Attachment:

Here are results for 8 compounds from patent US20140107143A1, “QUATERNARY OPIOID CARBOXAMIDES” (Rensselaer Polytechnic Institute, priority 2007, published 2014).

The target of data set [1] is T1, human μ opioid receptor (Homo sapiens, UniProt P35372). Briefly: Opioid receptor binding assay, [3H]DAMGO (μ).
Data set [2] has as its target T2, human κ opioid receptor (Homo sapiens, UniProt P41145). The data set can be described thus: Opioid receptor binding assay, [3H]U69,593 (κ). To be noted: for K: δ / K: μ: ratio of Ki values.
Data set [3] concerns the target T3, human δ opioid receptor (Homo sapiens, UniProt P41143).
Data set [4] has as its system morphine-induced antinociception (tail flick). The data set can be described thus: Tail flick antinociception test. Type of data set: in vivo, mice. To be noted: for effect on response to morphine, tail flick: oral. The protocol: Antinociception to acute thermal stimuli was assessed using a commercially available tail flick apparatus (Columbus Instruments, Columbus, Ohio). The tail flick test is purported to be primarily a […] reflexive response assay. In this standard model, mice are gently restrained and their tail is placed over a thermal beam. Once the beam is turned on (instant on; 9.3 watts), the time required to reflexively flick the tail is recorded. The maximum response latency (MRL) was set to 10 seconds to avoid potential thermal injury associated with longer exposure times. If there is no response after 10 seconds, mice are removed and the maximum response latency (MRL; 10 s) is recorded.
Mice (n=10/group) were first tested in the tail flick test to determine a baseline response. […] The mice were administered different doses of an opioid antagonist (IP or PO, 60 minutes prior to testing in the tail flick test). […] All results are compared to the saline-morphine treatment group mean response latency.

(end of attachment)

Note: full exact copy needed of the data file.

Here are results for 8 compounds from patent US20140107143A1, “QUATERNARY OPIOID CARBOXAMIDES” (Rensselaer Polytechnic Institute, priority 2007, published 2014).

The target of data set [1] is T1, human μ opioid receptor (Homo sapiens, UniProt P35372). Briefly: Opioid receptor binding assay, [3H]DAMGO (μ).
Data set [2] has as its target T2, human κ opioid receptor (Homo sapiens, UniProt P41145). The data set can be described thus: Opioid receptor binding assay, [3H]U69,593 (κ). To be noted: for K: δ / K: μ: ratio of Ki values.
Data set [3] concerns the target T3, human δ opioid receptor (Homo sapiens, UniProt P41143).
Data set [4] has as its system morphine-induced antinociception (tail flick). The data set can be described thus: Tail flick antinociception test. Type of data set: in vivo, mice. To be noted: for effect on response to morphine, tail flick: oral. The protocol: Antinociception to acute thermal stimuli was assessed using a commercially available tail flick apparatus (Columbus Instruments, Columbus, Ohio). The tail flick test is purported to be primarily a […] reflexive response assay. In this standard model, mice are gently restrained and their tail is placed over a thermal beam. Once the beam is turned on (instant on; 9.3 watts), the time required to reflexively flick the tail is recorded. The maximum response latency (MRL) was set to 10 seconds to avoid potential thermal injury associated with longer exposure times. If there is no response after 10 seconds, mice are removed and the maximum response latency (MRL; 10 s) is recorded.
Mice (n=10/group) were first tested in the tail flick test to determine a baseline response. […] The mice were administered different doses of an opioid antagonist (IP or PO, 60 minutes prior to testing in the tail flick test). […] All results are compared to the saline-morphine treatment group mean response latency.